Today’s readings are often outshone by Joseph and his amazing coat. “Typical Joseph,” his brothers might say. However, there is so much more going on in these Scriptures. We see greed and vengeance, famine and slavery, terrified Pharisees, and that famous cornerstone. But what about Reuben the eldest of the twelve sons of Jacob? He’s easy to miss, yet there is so much we can learn from him. As the oldest brother, he tried to guide his brothers in their actions.
“We must not take his life. Instead of shedding blood,” he continued, “just throw him into that cistern there in the desert; but do not kill him outright.” (Genesis 37:22)
How often do we say this? Not those exact words, of course, but we say this in other ways. So often we tolerate a bit of sin to keep the peace. We stick our necks out just far enough that we can dissent quietly and still appear to be a part of the crowd.
I had a conversation with a woman once where she told me about her choice to surgically prevent more pregnancies in her marriage. I was not sure how to respond. I did not want to offend this woman, and I certainly did not want to come off as holier-than-thou, and turn her away from Christ. My response was something along the lines of, “Well, each family has to make its own decision.” Very diplomatic. I walked away feeling like I had expressed my approval of her actions because of my watered down and barely recognizable opposition.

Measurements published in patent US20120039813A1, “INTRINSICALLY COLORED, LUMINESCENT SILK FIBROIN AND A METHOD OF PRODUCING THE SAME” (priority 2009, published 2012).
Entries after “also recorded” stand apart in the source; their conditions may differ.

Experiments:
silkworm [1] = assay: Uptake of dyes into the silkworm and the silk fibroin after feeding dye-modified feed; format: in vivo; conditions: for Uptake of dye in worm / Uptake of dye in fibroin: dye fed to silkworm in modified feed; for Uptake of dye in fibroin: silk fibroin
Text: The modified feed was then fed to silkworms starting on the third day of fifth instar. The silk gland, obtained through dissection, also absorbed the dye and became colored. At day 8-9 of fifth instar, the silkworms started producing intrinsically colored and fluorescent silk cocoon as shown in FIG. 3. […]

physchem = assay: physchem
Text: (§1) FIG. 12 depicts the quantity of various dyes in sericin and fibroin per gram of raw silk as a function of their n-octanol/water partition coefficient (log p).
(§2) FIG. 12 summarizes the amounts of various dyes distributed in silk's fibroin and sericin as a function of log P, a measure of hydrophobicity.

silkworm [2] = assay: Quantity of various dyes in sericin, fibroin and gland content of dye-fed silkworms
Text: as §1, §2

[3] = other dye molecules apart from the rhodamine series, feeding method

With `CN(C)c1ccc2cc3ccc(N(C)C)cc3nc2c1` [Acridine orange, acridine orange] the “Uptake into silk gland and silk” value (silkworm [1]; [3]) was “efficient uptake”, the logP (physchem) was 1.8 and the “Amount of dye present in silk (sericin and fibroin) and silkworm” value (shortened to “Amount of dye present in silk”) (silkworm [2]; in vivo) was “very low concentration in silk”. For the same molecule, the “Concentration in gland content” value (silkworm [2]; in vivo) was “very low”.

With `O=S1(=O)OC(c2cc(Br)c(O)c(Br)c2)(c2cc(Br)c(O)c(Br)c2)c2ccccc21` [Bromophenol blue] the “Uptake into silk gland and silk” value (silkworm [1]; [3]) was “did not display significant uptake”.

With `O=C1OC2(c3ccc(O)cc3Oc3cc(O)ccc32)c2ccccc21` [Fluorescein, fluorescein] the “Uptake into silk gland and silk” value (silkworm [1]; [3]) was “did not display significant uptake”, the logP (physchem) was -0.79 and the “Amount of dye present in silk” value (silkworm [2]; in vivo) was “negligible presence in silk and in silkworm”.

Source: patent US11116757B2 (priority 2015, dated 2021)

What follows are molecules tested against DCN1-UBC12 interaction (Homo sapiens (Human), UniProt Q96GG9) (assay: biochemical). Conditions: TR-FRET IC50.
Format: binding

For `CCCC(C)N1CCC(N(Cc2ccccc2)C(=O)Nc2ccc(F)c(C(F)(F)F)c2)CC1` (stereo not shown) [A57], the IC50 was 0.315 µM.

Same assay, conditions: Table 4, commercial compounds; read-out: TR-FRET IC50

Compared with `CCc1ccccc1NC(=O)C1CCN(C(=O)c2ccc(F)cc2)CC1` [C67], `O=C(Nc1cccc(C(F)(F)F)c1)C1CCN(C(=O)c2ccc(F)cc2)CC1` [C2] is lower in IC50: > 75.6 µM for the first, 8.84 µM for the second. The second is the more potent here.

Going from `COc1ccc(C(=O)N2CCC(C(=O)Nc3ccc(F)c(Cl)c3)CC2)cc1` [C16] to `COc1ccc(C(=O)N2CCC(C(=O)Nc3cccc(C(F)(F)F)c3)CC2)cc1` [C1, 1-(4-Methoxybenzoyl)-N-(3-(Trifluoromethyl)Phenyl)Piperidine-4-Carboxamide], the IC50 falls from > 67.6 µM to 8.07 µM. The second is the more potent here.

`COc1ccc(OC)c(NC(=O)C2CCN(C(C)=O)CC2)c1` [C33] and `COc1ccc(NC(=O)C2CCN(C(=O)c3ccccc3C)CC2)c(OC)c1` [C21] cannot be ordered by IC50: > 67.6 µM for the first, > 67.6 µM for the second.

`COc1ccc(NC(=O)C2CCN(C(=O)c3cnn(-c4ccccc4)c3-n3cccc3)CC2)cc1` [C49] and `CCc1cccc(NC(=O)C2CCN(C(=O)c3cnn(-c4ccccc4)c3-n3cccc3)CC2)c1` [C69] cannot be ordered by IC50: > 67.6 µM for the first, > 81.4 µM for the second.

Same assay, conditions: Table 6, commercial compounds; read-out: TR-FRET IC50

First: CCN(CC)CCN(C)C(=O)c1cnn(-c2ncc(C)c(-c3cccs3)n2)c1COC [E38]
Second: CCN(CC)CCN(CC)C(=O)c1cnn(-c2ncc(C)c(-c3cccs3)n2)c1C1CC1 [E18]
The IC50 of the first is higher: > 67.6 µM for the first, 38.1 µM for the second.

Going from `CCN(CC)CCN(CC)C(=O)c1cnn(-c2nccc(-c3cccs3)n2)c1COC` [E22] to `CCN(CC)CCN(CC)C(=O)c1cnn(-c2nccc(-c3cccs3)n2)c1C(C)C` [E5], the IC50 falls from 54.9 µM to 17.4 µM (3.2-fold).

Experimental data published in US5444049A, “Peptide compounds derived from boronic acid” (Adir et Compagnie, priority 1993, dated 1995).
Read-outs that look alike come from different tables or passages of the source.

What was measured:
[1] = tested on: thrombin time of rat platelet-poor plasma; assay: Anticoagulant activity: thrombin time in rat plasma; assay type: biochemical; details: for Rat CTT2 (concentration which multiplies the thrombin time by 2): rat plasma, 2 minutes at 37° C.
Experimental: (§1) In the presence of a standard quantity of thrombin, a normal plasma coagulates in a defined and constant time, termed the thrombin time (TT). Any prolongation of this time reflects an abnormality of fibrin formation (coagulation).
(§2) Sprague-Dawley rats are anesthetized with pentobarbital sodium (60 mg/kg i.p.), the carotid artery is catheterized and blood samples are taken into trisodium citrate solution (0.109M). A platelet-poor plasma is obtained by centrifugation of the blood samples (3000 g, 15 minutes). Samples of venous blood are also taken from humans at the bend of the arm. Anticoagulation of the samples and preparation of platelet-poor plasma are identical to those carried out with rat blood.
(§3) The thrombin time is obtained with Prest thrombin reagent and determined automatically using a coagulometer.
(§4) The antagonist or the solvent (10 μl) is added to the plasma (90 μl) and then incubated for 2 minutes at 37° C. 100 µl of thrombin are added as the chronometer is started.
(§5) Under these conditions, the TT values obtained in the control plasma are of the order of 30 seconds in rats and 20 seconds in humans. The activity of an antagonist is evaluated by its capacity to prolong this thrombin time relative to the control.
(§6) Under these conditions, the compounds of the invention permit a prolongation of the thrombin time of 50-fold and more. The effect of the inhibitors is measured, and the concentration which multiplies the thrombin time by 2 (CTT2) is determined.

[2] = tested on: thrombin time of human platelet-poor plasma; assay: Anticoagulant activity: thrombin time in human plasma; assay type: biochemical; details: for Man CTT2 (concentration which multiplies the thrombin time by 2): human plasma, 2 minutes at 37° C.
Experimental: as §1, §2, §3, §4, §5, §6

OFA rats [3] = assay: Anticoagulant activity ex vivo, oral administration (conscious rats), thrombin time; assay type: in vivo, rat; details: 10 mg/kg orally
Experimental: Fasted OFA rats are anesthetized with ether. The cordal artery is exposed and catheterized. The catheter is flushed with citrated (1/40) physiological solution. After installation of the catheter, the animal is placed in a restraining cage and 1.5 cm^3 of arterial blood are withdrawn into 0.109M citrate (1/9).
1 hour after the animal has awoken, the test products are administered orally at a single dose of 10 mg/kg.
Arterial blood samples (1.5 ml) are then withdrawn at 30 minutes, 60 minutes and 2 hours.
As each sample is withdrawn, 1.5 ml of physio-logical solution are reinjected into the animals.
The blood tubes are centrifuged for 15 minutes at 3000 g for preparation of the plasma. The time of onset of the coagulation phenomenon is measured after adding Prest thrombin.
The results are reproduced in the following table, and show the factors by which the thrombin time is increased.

How should I have handled that situation? Honestly, I am not sure. It’s something I need to pray about. Lord, how can I defend your commands yet still show mercy to those in need?
Reuben was trying to help all of his brothers to avoid a sinful act, but he lacked the courage to really stop their evil intentions. We are all called to help our brothers and sisters to avoid sin, but doing it courageously and with charity is often tricky. Often a situation passes us by before we realize what has happened. Let’s ask God for the wisdom and His help to know how to respond in those moments in which we are called to proclaim truth to others in a merciful way. Let us ask Him to guide us on that fine line between condemning and condoning their actions.
Many of our past choices, those of family and friends around us, merit a merciful call to conversion. If you struggle with knowing what to say and how to say it, pray on it. Ask a trusted priest or spiritual advisor. Look to the Catechism for guidance.
Jenna Hines has a teeny army of children: Ellen, Samuel, Theodore, and Maryn and is married to a bearded fellow named Mike. She is happiest when it is sunny outside and she has an embroidery needle in her hand. You can find out more about her here.